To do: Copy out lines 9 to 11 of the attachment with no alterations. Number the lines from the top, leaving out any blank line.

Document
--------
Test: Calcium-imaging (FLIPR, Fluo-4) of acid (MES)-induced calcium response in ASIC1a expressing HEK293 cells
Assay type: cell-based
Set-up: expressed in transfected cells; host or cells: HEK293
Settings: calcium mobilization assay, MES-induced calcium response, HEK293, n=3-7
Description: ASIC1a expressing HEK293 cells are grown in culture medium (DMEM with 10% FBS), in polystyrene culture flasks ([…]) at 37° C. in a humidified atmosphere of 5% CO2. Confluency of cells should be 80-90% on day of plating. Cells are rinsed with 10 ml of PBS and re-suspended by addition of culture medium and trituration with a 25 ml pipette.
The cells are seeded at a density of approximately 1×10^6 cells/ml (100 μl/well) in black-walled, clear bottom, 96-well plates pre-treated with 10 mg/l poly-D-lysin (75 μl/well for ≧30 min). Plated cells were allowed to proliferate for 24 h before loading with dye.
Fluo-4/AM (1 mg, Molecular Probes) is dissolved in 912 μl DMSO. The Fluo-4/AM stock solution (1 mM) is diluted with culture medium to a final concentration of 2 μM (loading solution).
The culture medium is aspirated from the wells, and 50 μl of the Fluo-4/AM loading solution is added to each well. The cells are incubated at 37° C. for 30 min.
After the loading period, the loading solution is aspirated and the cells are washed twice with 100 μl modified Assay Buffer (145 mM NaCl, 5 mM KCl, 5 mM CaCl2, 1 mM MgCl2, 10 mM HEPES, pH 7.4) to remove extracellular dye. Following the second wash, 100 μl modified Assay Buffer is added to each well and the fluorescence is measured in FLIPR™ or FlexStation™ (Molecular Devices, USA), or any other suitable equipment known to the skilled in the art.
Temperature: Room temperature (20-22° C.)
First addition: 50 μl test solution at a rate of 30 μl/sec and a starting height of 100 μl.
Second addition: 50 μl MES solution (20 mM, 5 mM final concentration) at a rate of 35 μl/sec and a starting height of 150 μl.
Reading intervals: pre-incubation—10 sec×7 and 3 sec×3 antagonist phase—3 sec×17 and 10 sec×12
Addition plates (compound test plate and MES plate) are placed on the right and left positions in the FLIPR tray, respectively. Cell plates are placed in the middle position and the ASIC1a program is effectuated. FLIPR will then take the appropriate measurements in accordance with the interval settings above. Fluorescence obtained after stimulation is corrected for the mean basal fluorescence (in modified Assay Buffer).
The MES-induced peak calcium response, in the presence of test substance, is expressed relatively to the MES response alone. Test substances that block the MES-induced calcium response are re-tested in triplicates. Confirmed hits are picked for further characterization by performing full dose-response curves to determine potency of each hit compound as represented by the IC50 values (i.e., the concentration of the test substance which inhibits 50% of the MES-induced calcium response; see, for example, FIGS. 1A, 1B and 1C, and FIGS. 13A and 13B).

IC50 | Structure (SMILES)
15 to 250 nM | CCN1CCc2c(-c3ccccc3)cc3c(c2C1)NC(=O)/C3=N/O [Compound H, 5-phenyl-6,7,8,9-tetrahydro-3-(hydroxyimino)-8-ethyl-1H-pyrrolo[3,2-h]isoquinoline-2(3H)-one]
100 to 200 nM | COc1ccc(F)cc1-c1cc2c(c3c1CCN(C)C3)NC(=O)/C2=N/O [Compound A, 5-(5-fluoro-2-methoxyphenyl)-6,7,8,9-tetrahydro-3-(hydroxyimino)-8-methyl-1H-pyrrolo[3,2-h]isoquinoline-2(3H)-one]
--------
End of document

After the loading period, the loading solution is aspirated and the cells are washed twice with 100 μl modified Assay Buffer (145 mM NaCl, 5 mM KCl, 5 mM CaCl2, 1 mM MgCl2, 10 mM HEPES, pH 7.4) to remove extracellular dye. Following the second wash, 100 μl modified Assay Buffer is added to each well and the fluorescence is measured in FLIPR™ or FlexStation™ (Molecular Devices, USA), or any other suitable equipment known to the skilled in the art.
Temperature: Room temperature (20-22° C.)
First addition: 50 μl test solution at a rate of 30 μl/sec and a starting height of 100 μl.